After much debate San Francisco’s iconic Golden Gate bridge, completed in 1937, was painted “International Orange”. This was despite the Navy’s attempts to have it painted in garish black and yellow stripes (like a bumble bee) to make it stand out in foggy conditions and the Army Air Corp’s bid for candy cane white and red stripes to make it more visible from the air.
Given the opportunity to spend some leisure time taking photos, I’m not sure many people would list their back garden as their number one destination, but I can always find something to shoot in a garden. Two weeks ago it was bees, today it was spiders and brightly coloured leaves!
As I was looking around for something emotive to shoot in Mark & Audrey’s garden in Wimbledon, I combined Halid’s words of wisdom with those of James Christie*, another pro photographer whom I met in Edinburgh, which were:
Look for the small picture in the big picture
There are photographic opportunities all around us if we look for them.
He taught us not only to look, but to see. When walking around don’t just look ahead at where you’re going, look up, look down, look around. Look for the small details. Even if you walk the same route every day, keep your eyes open and you will see new things every day.
And he’s right. Here’s the garden that I spent the best part of an hour and a half wandering around in this morning:
When I took the time to stop and look closely in the garden I saw raspberries ripening, I saw sunlight shining through the leaves of an acer tree, I saw a bush budding with new growth, I saw a dog rose pointing up to the sky, I saw a lone rose that had climbed up in the middle of the acer tree, I saw the tendrils of a vine reaching out across the void, and I saw spiders – lots and lots of spiders. So much in such a small space!
But the best bit was seeing a spider eating her lunch – having caught a small fly in her web, she wrapped it in silk and spun it into a ball, carried it back to the centre of the web, ate the silk off it and then proceeded to dine at her leisure.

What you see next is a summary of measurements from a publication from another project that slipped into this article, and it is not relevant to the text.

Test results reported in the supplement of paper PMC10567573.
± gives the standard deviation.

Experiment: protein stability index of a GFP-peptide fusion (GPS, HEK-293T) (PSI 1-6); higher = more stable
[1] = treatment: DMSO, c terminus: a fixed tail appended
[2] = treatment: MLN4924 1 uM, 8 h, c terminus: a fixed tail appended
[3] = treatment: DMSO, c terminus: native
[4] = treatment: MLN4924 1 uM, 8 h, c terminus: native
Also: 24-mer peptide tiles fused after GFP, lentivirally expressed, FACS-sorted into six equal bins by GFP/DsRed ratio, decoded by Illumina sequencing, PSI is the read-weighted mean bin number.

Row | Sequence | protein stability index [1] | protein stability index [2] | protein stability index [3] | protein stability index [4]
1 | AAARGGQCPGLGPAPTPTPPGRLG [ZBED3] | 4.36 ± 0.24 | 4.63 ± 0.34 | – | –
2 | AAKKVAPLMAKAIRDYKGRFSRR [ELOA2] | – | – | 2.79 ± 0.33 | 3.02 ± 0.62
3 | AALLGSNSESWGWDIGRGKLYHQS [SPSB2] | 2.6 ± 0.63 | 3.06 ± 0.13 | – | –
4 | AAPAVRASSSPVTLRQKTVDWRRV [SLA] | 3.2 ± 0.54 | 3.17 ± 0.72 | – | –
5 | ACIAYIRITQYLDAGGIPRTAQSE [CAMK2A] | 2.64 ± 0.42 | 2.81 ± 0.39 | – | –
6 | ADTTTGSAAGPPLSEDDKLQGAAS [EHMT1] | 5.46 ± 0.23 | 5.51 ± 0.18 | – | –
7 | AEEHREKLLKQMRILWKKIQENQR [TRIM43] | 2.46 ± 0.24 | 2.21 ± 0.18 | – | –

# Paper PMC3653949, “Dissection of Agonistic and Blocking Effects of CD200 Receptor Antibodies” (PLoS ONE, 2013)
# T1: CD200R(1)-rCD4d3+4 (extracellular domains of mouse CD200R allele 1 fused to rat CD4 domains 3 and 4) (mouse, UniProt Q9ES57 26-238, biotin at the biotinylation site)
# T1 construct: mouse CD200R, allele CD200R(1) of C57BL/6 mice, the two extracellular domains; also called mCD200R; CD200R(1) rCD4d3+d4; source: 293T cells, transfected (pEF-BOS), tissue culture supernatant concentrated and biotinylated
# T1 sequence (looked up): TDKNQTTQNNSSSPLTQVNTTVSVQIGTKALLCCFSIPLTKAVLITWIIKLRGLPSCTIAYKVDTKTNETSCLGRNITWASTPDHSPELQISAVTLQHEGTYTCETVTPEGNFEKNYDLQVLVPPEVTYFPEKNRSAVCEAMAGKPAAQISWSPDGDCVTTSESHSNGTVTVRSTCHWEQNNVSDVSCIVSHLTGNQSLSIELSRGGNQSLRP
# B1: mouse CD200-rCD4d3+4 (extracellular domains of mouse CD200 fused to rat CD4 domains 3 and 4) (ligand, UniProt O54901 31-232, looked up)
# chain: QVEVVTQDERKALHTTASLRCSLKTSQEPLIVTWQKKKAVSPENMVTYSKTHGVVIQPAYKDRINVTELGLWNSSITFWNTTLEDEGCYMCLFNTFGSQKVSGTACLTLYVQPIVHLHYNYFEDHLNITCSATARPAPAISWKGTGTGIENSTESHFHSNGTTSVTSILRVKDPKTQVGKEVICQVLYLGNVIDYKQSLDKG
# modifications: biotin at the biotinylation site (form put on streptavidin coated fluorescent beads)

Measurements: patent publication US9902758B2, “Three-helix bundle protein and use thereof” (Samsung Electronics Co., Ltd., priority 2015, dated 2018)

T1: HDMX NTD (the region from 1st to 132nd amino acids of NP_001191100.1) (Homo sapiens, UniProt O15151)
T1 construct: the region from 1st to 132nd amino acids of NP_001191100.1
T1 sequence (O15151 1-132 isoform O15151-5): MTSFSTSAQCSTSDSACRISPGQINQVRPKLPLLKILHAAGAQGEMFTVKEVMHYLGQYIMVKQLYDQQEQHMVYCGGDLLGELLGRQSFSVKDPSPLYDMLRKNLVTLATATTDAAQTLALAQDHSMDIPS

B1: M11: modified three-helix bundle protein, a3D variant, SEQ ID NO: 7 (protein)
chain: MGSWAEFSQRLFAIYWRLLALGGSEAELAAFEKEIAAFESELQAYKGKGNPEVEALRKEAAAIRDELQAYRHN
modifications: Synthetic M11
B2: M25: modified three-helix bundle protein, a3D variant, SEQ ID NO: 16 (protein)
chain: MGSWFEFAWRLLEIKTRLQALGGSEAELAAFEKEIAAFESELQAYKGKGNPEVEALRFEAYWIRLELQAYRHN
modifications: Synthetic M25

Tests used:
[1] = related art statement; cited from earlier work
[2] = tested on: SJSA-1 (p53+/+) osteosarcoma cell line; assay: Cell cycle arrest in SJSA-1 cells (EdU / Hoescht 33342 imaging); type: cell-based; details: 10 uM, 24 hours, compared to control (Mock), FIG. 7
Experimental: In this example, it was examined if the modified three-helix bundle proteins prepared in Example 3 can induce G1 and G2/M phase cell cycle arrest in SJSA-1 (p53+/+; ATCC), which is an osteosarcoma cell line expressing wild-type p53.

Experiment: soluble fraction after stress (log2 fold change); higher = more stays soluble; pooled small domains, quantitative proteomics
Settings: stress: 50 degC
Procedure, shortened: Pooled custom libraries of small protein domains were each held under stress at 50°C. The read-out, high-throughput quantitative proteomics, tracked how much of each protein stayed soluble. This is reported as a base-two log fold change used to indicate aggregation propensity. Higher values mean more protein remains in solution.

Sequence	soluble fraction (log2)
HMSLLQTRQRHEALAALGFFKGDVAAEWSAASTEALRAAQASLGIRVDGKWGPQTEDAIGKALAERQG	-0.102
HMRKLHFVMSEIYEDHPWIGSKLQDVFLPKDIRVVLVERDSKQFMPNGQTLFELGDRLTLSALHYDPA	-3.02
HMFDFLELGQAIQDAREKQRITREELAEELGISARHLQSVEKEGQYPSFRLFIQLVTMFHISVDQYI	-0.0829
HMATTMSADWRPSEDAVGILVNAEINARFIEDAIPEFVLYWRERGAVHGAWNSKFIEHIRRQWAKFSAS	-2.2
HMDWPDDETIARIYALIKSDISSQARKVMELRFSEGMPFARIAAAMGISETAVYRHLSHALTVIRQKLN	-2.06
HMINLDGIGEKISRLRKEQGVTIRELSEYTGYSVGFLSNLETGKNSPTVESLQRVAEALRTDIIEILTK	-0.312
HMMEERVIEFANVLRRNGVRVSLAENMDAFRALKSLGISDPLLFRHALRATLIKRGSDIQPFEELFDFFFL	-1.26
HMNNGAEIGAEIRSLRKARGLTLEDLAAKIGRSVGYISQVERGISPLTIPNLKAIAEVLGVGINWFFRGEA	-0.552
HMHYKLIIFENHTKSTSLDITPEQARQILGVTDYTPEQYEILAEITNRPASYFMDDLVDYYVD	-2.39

Fascinating to watch, I felt quite privileged. It’s something I’m sure that goes on every day, in every back garden. But how many people have actually seen it unfold?
So my advice to you today is: Take the time to look at what’s around you – you don’t need to go somewhere spectacular to see something spectacular.
See the rest of the photos from today’s garden shoot in the Photo Gallery here.
* James Christie: Edinburgh Walking Photography Tours
As I pottered around Mark & Audrey’s garden with my camera looking for inspiration today, I remembered something that pro photographer Halid Izzet* said to Adam & I last weekend, when we visited his photo gallery for a free taster lesson. Halid asked us “What is the one thing that makes a good photo?”
While there are many elements that go into making a photo – such as aperture, shutter speed, the subject, the composition, depth of field, the mounting & framing of the picture and so on (and they are all important contributing factors) – the one thing that makes a photo ‘good’, according to Halid, “is when it prompts a feeling, a reaction, or triggers an emotion in the person looking at it.”
Emotion is key.
“It doesn’t matter what the emotion is” he said, “or whether it’s a positive one or a negative one. A good photo makes you feel something.”
So that is what I set out to search for today.
* Halid Izzet is the founder of Rhubarb & Custard, a Photography Studio & Gallery in Eton, Berkshire
I was lucky enough to be at the Japanese Grand Prix in Suzuka in 2012 and took this shot of Lewis Hamilton driving his McLaren to the grid prior to the start of the race. I’ve been a McLaren fan ever since my uncle started working for the Woking-based team when I was a kid.
Thanks to Andy Coates who helped me set the camera up to get these shots where the car is in focus and the background is blurred (it took a few attempts!). A shutter speed of 1/200th was the key. The pic is best viewed at full size 🙂
In this shot I was experimenting with longer shutter speeds to try and smooth out the sea as the waves hit the rocks. I didn’t have a tripod or my ND filter with me, so had to manage hand-held. It didn’t come out quite as I’d hoped, but I think the green of the seaweed on the rocks gives it a bit of interest.